• The loss of the gaming companies, or at least slow down, has affected the top end rental market nearby in Spain, so that some villas may lie empty and be being offered for sale, expanding the already significant supply.
    • That is to be further increased by at least 6 new developments in the area, so that it’s becoming a buyer’s market. That’s good for second home buyers from cities in Spain and all over Northern Europe, especially as the introduction of fibre-optic internet connections has meant that it’s easier to work in Sotogrande and commute, than it is to live in the stress of a city.
    • Overall, it’s busy, though likely to slow down towards the end of October, as all nationalities wait to see if Brexit will really happen and what its effects will be.
  • Casares and Gaucín.
    • The average property size was 580 sq m and rate per sq m of 2,434€ euro.
    • Always popular for those wanting to get away from the coastal strip. Both municipalities have steady enquiries, and especially summer interest in ‘pueblo’ townhouses, which look their best at this season.
    • The larger country villas are still slow to sell, unless they have spectacular views, as many have. Ready to live in versus ‘doer uppers’ attract buyers, but all the paperwork must be correct if a good price and speedy sale is to be achieved.
    • Agents in the area continue to be busy, but can be jealous of the apparent easy sales and especially much higher prices achieved on the coast. It’s not a market for ‘rooky’ agents, as every property has it’s own particularities physically, with permissions and often, neighbours.
  • Manilva (includingDuquesa and Sabinillas)
    • The average property size was 230 sq m and rate per sq m of 1,682€ euro.
    • Agents here are very busy and the despite the amount of property that has overhung the market since the crisis, there is more being built.
    • Sabinillas and Duquesa are the prime centres, with Manilva town, up from the coast, still being the typical Spanish pueblo, with an increasing concentration in the surrounding land of vines for wines.
    • There is demand from many markets as it has been seen as the lower value neighbour for Estepona and the ‘end of the line’ before heading into Cadiz and the Sotogrande market. Over the last few years it has developed a thriving commercial area and these facilities undoubtedly add to its attraction.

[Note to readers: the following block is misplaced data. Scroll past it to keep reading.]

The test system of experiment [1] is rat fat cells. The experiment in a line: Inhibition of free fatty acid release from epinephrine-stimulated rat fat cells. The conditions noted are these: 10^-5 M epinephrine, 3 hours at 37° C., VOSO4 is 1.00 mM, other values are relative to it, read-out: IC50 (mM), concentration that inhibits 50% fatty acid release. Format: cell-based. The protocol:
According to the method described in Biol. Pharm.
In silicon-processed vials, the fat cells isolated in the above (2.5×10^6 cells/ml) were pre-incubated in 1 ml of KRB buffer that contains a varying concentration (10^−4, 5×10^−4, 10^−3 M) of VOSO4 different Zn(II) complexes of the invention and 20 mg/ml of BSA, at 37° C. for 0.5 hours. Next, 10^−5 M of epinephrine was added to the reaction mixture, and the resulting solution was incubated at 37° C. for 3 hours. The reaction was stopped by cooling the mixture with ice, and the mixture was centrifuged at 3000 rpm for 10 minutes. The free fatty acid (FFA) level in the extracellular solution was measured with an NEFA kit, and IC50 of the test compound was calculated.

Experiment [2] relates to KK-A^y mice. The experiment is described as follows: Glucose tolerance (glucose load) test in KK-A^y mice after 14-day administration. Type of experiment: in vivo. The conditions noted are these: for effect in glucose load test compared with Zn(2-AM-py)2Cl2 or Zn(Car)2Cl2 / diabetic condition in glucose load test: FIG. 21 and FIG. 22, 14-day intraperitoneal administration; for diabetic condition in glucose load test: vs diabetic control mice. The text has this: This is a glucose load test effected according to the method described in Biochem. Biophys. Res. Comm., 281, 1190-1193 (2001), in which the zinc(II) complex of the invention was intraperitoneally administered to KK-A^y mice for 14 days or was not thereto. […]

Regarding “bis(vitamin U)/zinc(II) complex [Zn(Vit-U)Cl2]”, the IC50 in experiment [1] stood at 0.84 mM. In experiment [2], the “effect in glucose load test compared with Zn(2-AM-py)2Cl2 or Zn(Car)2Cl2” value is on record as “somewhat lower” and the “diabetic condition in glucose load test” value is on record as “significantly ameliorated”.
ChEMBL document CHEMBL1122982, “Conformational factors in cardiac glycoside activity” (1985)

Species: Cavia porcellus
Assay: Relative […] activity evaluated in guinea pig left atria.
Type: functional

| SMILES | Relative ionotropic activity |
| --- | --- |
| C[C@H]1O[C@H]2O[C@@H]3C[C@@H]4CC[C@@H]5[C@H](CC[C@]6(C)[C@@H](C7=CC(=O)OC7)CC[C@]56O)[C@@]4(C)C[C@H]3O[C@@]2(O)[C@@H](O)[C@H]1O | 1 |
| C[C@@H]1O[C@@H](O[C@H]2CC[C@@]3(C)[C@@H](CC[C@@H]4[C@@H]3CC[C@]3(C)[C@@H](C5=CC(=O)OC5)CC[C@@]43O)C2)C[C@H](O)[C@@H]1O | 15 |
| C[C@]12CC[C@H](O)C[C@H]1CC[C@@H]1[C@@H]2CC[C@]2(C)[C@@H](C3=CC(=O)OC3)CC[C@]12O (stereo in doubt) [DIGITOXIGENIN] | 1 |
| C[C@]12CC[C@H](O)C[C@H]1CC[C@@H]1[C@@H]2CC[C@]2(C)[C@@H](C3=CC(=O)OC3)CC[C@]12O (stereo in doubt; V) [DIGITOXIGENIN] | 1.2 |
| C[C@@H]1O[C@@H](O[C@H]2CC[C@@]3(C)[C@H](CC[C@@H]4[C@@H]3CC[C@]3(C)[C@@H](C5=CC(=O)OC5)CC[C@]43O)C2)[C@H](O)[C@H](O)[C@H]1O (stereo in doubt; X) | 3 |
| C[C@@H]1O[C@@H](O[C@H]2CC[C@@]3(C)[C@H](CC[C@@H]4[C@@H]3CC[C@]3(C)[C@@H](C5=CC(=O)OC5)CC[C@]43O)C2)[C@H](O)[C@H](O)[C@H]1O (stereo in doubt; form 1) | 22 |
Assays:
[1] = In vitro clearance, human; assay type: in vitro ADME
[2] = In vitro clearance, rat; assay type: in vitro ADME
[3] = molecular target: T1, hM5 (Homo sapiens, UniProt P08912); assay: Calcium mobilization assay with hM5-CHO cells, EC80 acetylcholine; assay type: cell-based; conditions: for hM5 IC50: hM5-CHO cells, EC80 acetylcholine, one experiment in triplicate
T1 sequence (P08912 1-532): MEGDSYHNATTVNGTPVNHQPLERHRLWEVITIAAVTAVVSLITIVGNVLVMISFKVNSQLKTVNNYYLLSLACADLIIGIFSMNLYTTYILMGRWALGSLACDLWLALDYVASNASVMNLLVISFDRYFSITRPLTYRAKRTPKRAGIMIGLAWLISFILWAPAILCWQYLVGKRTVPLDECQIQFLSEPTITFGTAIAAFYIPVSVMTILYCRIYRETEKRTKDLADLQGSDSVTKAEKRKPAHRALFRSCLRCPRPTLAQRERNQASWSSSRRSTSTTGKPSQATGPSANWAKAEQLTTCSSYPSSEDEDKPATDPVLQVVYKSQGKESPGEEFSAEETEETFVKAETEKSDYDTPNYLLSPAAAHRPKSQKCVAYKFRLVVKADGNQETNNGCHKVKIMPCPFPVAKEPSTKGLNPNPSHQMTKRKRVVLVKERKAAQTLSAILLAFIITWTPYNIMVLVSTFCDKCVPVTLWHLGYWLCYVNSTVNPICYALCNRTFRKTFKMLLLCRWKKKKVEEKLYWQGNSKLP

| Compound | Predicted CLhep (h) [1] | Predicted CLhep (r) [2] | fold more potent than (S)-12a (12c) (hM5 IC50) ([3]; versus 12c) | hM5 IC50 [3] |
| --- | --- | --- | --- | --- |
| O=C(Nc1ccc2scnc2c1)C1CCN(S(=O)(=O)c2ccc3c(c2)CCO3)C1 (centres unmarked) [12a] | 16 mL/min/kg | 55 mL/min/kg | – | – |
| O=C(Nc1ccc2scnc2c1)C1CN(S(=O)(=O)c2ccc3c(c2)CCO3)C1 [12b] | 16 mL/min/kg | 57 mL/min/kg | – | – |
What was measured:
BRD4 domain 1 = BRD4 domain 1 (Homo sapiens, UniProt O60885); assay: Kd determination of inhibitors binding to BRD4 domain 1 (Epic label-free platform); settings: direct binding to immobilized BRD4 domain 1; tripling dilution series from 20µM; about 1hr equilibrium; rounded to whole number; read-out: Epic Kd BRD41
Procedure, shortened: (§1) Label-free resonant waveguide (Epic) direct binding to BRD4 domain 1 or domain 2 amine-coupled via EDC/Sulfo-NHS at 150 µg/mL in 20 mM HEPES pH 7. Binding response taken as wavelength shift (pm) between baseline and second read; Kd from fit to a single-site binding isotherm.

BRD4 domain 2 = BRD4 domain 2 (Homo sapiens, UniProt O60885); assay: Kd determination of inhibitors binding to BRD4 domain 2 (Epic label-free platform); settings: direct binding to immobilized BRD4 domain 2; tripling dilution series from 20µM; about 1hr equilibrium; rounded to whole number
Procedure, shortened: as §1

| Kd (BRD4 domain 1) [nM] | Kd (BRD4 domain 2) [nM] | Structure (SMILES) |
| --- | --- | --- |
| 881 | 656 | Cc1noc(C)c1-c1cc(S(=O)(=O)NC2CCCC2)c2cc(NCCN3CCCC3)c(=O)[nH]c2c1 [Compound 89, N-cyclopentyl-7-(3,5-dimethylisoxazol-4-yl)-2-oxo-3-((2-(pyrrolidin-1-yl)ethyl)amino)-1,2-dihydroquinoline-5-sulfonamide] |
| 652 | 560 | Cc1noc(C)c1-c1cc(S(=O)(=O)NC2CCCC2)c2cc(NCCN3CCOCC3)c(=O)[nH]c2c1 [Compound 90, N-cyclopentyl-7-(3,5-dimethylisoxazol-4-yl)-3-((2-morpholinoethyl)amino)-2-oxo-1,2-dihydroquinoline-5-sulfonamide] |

• However, it has a substantial British population and thus may be affected by Brexit disruption
  • Estepona
    • The average property size was 206 sq m and rate per sq m of 1,869€ euro
    • The Ayuntamiento is spending some of the considerable licence fees that they have received, on improving the look of the town and it’s sports and cultural facilities, which will make it more of a strong secondary coastal challenge to the dominance of Marbella, though it will never have its history or cache of the address.
    • As before, there is steady demand here from many nationalities, with a significant number of Scandinavian estate agencies opening in the town. Even so it is unlikely to keep pace with the irresponsible amount of construction that is being carried out in all directions.
    • Between Cancelada and Selwo, including La Resina, more than 30 cranes have been counted, each indicating a major housing block, plus there are many villas, both individual and small groups.
    • There are not the natural, social or administrative facilities required to attract and service the populations that are anticipated. Despite promotors stating that they have adequate numbers of sales to justify the construction, many of these must be speculative investors, hoping for a quick resale profit or steady income from tenants. We predict disappointment levels will be high.
    • A number of developments have reached the Fin de Obras stage and it will be interesting to see the occupation and immediate resale levels after the First Occupation Licences are issued.
  • Benahavis
    • The average property size was 654 sq m and rate per sq m of 3,939€ euro.